What counterterrorism measures has the United States taken against Sudan?

The designation of Sudan as a state sponsor of terrorism imposes four main sets of U.S. government sanctions:

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Terrorism and Counterterrorism

  • A ban on arms-related exports and sales.
  • Controls over exports of dual-use items, requiring thirty-day congressional notification for foods or services that could significantly enhance the terrorist-listed country’s military capability or ability to support terrorism.
  • Prohibitions on economic assistance.
  • Imposition of miscellaneous financial and other restrictions, including: requiring the U.S. government to oppose loans by the World Bank and other international financial institutions; lifting diplomatic immunity to allow families of terrorist victims to file civil lawsuits in U.S. courts; denying companies and individuals tax credits for income earned in terrorist-listed countries; denying duty-free treatment of goods exported to the United States;granting the U.S. government the authority to prohibit any U.S. citizen from engaging in a financial transaction with a terrorist-list government without a Treasury Department license; and prohibiting Defense Department contracts above $100,000 with companies controlled by terrorist-list states.

How does Sudan coordinate with the international community on terrorism issues?

In 2000, the United States and Sudan entered into a counterterrorism dialogue, prompting Sudan to close down the Popular Arab and Islamic Conference, which had been functioning as a forum for terrorists. In May 2003, Sudanese authorities raided a suspect terrorist training camp in Kurdufan State, arresting more than a dozen extremists and seizing illegal weapons. Four months later, a Sudanese court convicted a Syrian engineer and two Sudanese nationals of training a group of Saudis, Palestinians, and others to carry out attacks in Iraq, Eritrea, Sudan, and Israel. In August 2004, Sudanese authorities arrested, prosecuted, and convicted Eritreans who had hijacked a Libyan aircraft and forced it to land in Khartoum. Of the twelve major international conventions and protocols against terrorism, Sudan has ratified eleven.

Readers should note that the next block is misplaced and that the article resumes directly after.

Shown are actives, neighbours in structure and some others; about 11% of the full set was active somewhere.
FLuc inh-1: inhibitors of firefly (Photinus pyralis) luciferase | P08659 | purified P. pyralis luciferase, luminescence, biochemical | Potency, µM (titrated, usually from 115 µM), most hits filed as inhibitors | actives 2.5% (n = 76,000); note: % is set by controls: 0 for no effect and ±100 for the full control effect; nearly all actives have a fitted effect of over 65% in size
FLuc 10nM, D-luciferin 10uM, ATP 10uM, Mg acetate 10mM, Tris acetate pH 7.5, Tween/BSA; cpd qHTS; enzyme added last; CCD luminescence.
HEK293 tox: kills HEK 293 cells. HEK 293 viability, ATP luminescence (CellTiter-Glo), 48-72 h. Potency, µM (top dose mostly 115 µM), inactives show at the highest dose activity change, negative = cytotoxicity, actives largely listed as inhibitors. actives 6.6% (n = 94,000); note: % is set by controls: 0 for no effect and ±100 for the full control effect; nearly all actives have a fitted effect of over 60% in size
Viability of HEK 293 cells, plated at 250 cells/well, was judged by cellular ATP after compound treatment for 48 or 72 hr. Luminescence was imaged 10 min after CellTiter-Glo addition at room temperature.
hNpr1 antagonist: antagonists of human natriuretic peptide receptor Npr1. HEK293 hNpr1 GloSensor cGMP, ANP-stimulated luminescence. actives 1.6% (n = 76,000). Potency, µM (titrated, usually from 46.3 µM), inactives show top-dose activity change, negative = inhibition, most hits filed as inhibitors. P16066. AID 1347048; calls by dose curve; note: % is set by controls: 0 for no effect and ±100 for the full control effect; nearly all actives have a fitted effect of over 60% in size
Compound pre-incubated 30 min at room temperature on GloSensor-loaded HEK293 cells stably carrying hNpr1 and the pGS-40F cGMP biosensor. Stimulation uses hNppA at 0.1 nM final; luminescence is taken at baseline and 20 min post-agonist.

Sudan has also worked with neighboring states to combat terrorism in the region. In 2003, Sudan ratified the African Union’s Convention on the Prevention and Combating of Terrorism (PDF), and by the end of the year, the Sudanese government had signed additional counterterrorism agreements with Algeria, Yemen, and Ethiopia. In 2004, Sudan cohosted a regional workshop with the UN Office on Drugs and Crime on terrorism and transnational crime. Sudan has also worked to mediate peace between Uganda and the Lord’s Resistance Army, a rebel group that has terrorized civilians in an effort to overthrow the Ugandan government.

These efforts have prompted the United States to commend Sudan for its counterterrorism practices. In 2007, the U.S. State Department called Sudan a “strong partner in the War on Terror,” and praised Sudan for aggressively pursuing terrorist operations that threatened U.S. interests.

But U.S.-Sudan coordination has been complicated by the ongoing violence in Darfur. In 2006, the U.S. State Department reported that the flow of weapons and personnel between Sudan and most of its neighbors had weakened efforts to stabilize the region. Amidst the violence, many of Sudan’s borders remain porous, which allows subversive elements to enter Sudan without alerting government security units. Sudan’s continued support for Hamas and its role in contributing fighters for the Iraqi insurgency also hinder coordination efforts with the United States.